- Police Beat
- The Forecaster
FALMOUTH — A class project led three fifth-graders at Falmouth Elementary School to push the cafeteria to convert from plastic straws to compostible paper ones.
Adey Wrona, Amanda Liu and Simon Thayer, even got the Parent Teacher Organization to cover the additional cost of buying paper instead of plastic straws.
So far, the change has been a hit with students and faculty alike.
Wrona said she and the others first got the idea of asking the school administration to switch to paper straws after an in-class debate about whether straws should be banned outright.
She said almost one-third of the class voted to keep straws, so Wrona and the others began researching alternatives to plastic and decided that using paper straws was the best choice.
Assistant Principal Michael Lynch said there are a variety of sanitary reasons, as well as convenience, for students to continue to use straws, particularly for those in kindergarten and first grade.
Through their research, Wrona, Liu and Thayer learned that 500 million plastic straws are used in the U.S. every day and many of those straws end up in the ocean, affecting the health of sea life and littering beaches around the world.
Wrona and her peers said they were particularly motivated to do something after learning about the impact on sea life, including a recent story about a young whale found dead in the Philippines with 88 pounds of plastic in its stomach.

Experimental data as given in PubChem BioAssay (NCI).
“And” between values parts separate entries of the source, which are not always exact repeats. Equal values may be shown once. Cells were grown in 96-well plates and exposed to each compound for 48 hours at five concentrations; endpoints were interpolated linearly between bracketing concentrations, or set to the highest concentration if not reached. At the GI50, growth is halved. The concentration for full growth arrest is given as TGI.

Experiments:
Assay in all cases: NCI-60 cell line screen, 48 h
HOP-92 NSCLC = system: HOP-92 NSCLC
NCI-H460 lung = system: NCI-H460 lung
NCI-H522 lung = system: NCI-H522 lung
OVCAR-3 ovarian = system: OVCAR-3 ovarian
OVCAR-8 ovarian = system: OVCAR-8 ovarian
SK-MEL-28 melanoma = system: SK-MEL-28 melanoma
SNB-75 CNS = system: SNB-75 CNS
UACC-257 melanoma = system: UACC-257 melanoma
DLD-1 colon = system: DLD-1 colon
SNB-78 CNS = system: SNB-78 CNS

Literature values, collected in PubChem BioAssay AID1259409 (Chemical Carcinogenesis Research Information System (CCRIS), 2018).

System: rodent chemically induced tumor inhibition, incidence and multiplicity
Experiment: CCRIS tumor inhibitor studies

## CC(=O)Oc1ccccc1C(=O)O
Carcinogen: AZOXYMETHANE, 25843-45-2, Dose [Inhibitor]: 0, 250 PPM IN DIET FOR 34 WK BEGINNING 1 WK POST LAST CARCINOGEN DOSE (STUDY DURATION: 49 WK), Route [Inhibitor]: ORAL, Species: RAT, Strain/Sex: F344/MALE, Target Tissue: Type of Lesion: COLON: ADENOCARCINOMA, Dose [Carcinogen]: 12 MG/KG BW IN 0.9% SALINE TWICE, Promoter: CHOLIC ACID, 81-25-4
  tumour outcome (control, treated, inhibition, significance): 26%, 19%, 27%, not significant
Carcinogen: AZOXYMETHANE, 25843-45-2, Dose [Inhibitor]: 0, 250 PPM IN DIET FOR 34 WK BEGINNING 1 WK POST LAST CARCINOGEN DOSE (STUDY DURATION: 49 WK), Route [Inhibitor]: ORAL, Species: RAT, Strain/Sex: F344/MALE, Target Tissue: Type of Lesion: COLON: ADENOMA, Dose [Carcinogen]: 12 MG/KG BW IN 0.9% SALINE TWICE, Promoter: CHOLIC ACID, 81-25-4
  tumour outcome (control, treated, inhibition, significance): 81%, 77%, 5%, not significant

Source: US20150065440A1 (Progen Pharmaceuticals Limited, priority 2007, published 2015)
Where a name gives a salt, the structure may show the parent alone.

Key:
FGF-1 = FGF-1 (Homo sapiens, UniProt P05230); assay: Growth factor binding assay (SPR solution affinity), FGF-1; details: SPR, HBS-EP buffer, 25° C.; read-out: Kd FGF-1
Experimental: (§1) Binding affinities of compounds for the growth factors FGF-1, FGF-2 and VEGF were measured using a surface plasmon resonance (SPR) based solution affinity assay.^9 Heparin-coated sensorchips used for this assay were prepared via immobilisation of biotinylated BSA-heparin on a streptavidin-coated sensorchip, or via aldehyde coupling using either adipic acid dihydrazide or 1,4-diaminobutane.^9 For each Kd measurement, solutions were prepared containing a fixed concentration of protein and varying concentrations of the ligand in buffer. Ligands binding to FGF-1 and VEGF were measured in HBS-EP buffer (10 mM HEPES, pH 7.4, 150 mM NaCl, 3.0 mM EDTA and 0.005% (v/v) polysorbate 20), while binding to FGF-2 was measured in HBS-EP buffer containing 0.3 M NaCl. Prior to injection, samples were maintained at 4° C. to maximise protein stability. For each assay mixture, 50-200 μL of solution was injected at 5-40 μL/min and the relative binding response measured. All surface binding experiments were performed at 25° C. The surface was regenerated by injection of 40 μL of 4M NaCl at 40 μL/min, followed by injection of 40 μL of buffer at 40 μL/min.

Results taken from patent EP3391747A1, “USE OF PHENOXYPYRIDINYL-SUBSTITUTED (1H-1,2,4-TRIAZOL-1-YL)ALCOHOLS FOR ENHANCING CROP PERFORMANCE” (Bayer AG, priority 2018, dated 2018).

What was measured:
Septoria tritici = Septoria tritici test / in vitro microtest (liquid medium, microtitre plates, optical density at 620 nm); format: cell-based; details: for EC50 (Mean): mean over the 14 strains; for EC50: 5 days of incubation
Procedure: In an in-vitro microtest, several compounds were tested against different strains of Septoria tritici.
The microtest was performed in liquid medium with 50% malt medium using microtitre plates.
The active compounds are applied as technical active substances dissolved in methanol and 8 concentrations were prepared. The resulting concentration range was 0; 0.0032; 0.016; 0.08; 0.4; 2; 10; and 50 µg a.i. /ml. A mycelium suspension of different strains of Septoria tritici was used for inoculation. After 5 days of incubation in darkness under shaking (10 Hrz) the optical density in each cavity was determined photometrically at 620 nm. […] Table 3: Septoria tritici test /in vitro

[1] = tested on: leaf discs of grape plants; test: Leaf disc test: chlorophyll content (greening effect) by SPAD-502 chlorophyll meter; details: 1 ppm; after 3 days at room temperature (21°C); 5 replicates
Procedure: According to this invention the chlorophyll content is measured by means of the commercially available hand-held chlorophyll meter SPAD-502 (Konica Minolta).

All three acknowledged eliminating plastic straw use at Falmouth Elementary is only a small step.
“But we have to start somewhere,” Wrona said, with Thayer adding, “any difference we can make is good.”
Christina Bonner, head of the PTO at Falmouth Elementary, said members voted unanimously to give the school the $480 needed to cover the difference in cost between plastic and paper straws for the remainder of the school year.
The hope now, Lynch said, is for the food services department to make paper straw purchases part of its new fiscal year 2020 budget.
Falmouth food services director Martha Poliquin said she’s reached out to other school districts interested in changing to paper straws with the idea that bulk purchasing should help lower the cost for everyone.
She and Lynch estimate that students at Falmouth Elementary go through about 500 plastic straws a day and eliminating them has diverted around a pound of plastic from the school’s waste stream so far.
Lynch said what makes the effort to switch from plastic to paper straws so impressive is that it was completely student-driven.
He said that Wrona, Liu and Thayer spent a lot of time and effort on creating their presentation and delivering it first to school administrators. The students also attended all six lunch periods, where they also took questions from their peers.
Lynch said students switched after winter break and so far there have been no complaints, unlike five or six years ago when Falmouth Elementary attempted to get rid of straws all together.
Three fifth-graders at Falmouth Elementary School recently received a check for $480 from the Parent Teacher Organization to cover the cost of switching from plastic to paper straws. From left are Martha Poliquin, director of food services for the Falmouth schools, students Simon Thayer, Adey Wrona and Amanda Liu, and Christine Bonner, head of the PTO.